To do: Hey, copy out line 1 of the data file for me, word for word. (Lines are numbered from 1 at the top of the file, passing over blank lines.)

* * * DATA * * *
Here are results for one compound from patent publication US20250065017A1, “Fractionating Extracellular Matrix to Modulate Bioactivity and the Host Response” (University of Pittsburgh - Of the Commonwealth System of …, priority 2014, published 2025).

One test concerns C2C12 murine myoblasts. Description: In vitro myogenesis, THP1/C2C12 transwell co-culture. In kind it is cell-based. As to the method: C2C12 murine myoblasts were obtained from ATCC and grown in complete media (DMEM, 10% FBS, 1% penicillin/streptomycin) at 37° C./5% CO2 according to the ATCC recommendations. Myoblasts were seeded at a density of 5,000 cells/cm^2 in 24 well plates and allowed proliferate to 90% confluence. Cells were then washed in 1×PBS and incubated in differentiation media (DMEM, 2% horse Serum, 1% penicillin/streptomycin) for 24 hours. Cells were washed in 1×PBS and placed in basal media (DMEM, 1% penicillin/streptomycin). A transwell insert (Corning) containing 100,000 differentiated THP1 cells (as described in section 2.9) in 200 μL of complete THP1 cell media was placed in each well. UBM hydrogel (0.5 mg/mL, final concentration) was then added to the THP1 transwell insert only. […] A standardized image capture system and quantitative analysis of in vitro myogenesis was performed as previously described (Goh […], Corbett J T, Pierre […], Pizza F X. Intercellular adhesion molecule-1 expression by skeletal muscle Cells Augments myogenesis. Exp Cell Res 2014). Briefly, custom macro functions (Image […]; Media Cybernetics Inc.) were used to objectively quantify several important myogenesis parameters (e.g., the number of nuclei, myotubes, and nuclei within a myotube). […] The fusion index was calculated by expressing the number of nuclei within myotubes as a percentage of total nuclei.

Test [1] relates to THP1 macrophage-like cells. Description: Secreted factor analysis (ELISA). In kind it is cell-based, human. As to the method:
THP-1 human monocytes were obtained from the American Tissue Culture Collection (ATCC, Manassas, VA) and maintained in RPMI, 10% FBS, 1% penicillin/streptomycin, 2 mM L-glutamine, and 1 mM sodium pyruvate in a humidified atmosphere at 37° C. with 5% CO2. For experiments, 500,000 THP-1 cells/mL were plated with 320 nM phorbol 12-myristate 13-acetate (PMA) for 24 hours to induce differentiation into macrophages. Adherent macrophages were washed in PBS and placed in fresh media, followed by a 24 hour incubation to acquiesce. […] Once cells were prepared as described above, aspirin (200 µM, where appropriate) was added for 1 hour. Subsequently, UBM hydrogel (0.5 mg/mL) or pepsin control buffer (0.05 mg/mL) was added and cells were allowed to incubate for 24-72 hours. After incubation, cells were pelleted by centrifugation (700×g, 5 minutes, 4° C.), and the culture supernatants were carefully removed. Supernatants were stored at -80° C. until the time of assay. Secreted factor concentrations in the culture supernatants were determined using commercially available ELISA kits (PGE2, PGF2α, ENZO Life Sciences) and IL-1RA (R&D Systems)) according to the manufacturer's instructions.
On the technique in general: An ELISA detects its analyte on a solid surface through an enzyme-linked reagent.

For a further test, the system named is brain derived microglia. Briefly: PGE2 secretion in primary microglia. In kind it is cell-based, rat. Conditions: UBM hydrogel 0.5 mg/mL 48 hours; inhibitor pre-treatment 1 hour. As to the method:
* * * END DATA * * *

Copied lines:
Here are results for one compound from patent publication US20250065017A1, “Fractionating Extracellular Matrix to Modulate Bioactivity and the Host Response” (University of Pittsburgh - Of the Commonwealth System of …, priority 2014, published 2025).